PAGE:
We consider a stratosphere-only system with prescribed lower boundary wave forcing and radiative relaxation to perpetual winter thermal structure. The numerical model uses the pseudospectral method, and all numerical details are as described in Part I. Here, we summarize the form of the forcing and list the particular choice of physical parameters used for a control simulation.

Radiative forcing is here specified exactly as in Part I, with a Newtonian relaxation (at uniform time scale *τ* = 10 days) to a height-dependent cold anomaly over the winter pole [Part I, Eqs. (1)–(3)]. The strength of the cooling is controlled by a single parameter *γ*, and in all of the simulations below we consider the single value *γ* = 1.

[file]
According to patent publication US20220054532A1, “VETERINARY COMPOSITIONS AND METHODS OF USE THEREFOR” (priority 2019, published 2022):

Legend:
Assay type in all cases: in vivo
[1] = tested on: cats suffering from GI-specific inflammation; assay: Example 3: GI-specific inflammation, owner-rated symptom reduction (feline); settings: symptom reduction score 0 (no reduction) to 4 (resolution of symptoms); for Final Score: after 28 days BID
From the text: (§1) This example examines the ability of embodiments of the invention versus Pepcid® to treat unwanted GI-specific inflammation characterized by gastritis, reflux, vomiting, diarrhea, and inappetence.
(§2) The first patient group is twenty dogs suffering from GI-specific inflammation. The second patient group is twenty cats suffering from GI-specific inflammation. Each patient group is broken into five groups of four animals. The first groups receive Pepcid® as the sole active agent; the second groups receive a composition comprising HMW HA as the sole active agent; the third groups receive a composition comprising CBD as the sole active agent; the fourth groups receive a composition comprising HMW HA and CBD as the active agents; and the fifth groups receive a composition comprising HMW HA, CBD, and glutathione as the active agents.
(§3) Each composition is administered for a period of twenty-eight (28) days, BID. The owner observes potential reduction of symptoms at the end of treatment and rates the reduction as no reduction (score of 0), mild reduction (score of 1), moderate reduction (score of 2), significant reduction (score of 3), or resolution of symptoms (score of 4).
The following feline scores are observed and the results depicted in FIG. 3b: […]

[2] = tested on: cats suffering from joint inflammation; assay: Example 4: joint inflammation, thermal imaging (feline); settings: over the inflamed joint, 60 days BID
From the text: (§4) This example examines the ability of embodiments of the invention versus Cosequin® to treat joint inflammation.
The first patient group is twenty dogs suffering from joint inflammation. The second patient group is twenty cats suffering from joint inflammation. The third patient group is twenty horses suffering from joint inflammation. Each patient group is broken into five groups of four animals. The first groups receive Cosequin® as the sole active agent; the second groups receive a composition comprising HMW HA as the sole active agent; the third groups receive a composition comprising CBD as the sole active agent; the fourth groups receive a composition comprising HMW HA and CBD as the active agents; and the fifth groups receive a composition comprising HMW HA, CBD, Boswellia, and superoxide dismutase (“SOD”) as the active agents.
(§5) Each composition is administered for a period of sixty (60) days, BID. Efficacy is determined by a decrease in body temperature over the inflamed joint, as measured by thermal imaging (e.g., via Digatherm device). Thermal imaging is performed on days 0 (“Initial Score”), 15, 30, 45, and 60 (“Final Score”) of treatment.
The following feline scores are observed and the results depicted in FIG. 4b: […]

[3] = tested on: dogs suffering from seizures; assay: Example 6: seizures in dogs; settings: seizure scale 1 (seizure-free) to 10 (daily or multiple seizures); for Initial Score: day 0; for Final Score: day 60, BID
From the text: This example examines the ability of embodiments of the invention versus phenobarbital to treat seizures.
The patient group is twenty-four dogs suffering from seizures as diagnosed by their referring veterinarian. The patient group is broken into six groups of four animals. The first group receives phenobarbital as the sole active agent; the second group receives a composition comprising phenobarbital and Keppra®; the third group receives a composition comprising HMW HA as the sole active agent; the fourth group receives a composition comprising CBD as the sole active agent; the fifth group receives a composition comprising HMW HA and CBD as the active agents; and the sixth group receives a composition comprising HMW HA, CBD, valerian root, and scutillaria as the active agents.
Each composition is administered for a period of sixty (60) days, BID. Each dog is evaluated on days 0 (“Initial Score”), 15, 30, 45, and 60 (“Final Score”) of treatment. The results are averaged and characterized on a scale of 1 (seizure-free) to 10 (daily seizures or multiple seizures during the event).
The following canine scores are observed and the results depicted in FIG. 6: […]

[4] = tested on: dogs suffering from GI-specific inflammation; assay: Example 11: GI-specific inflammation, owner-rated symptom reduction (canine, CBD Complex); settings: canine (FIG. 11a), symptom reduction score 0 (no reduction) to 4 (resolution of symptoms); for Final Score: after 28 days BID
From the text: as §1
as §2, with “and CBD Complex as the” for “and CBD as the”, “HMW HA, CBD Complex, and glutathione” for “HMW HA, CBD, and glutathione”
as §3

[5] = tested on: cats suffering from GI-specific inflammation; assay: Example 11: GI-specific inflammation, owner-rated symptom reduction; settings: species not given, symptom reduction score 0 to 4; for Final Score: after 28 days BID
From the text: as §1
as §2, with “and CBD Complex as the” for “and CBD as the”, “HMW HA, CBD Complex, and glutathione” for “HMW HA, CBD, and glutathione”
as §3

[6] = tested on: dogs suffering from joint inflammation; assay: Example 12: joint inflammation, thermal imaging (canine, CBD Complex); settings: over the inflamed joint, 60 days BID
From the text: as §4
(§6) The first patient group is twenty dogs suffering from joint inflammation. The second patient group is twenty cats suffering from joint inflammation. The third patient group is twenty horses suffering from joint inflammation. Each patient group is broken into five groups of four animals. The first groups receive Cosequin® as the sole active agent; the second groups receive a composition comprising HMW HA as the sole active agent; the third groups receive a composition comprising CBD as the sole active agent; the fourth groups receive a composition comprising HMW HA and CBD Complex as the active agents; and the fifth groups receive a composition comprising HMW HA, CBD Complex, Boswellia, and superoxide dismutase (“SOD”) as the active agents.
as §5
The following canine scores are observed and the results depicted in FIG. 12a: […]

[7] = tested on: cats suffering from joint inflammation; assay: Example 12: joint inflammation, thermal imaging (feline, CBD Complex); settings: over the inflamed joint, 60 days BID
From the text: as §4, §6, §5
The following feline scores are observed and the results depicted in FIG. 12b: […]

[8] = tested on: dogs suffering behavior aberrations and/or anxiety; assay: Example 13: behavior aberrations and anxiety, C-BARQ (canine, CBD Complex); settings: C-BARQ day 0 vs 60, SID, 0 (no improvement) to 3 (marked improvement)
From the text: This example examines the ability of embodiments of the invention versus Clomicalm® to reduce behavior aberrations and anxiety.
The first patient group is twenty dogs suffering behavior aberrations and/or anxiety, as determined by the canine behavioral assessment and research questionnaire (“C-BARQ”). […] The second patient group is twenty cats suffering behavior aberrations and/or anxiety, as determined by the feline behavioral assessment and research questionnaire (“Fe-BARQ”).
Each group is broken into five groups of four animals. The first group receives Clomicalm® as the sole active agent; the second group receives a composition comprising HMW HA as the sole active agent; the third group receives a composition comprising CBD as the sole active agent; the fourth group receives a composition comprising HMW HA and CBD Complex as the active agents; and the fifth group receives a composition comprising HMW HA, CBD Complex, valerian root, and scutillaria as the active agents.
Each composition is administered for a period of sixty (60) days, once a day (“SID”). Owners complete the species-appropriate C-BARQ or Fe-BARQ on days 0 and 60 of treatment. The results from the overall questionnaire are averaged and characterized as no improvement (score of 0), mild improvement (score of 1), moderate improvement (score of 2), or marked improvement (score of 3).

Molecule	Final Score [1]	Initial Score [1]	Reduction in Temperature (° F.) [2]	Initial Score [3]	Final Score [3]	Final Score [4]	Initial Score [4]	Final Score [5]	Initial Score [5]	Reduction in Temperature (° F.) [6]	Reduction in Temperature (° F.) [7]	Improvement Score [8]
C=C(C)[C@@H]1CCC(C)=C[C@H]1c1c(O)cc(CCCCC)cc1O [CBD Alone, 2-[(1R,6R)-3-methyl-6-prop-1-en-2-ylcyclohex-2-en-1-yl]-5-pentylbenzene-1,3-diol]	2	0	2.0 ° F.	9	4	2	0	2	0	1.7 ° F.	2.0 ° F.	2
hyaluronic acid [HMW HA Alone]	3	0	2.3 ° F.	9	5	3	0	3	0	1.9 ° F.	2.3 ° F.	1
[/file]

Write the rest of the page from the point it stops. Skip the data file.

_{s}withwhere

*h*(

*t*) represents the time-varying forcing amplitude, specified below. The function

*G*(

*ϕ*) is a broad function of latitude

*ϕ*,

*g*is gravity,

*θ*is longitude, and

*m*is the zonal wavenumber (see Part I for full details). Note that the wave forcing is stationary in longitude. In all simulations below we restrict attention to the

*m*= 2 case, but note that Part I found similar internal variability for the

*m*= 1 case. One caveat is that this simple configuration excludes traveling waves, which would be expected to play an additional role in determining the stratospheric response depending on their phase speeds relative to the polar vortex (Esler and Scott 2005). This artificial simplification is justifiable in a first analysis, but we note that a complete treatment will ultimately require consideration of the dependence of the variability on traveling waves.

*f*(

*t*) ≡ 0. In all of the simulations below, with the exception of those presented in section 4b, we use the value of

*h*